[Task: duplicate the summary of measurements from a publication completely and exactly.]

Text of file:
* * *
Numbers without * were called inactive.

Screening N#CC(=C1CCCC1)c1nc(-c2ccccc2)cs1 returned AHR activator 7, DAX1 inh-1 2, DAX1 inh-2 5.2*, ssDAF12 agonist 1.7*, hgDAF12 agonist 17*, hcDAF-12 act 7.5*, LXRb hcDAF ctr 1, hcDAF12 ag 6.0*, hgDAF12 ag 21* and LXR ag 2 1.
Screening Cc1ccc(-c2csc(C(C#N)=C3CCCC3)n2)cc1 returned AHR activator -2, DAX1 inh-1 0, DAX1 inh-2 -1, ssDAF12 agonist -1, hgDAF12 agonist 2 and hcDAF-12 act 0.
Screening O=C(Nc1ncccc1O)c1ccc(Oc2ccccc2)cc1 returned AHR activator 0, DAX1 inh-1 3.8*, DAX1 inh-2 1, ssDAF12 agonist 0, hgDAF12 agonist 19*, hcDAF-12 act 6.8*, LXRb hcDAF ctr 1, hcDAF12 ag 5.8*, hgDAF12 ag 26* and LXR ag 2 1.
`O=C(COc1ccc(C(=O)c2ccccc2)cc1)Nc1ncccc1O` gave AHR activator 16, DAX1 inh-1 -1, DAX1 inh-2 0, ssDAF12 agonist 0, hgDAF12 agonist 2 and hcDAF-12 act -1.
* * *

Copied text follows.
Numbers without * were called inactive.

Screening N#CC(=C1CCCC1)c1nc(-c2ccccc2)cs1 returned AHR activator 7, DAX1 inh-1 2, DAX1 inh-2 5.2*, ssDAF12 agonist 1.7*, hgDAF12 agonist 17*, hcDAF-12 act 7.5*, LXRb hcDAF ctr 1, hcDAF12 ag 6.0*, hgDAF12 ag 21* and LXR ag 2 1.
Screening Cc1ccc(-c2csc(C(C#N)=C3CCCC3)n2)cc1 returned AHR activator -2, DAX1 inh-1 0, DAX1 inh-2 -1, ssDAF12 agonist -1, hgDAF12 agonist 2 and hcDAF-12 act 0.
Screening O=C(Nc1ncccc1O)c1ccc(Oc2ccccc2)cc1 returned AHR activator 0, DAX1 inh-1 3.8*, DAX1 inh-2 1, ssDAF12 agonist 0, hgDAF12 agonist 19*, hcDAF-12 act 6.8*, LXRb hcDAF ctr 1, hcDAF12 ag 5.8*, hgDAF12 ag 26* and LXR ag 2 1.
`O=C(COc1ccc(C(=O)c2ccccc2)cc1)Nc1ncccc1O` gave AHR activator 16, DAX1 inh-1 -1, DAX1 inh-2 0, ssDAF12 agonist 0, hgDAF12 agonist 2 and hcDAF-12 act -1.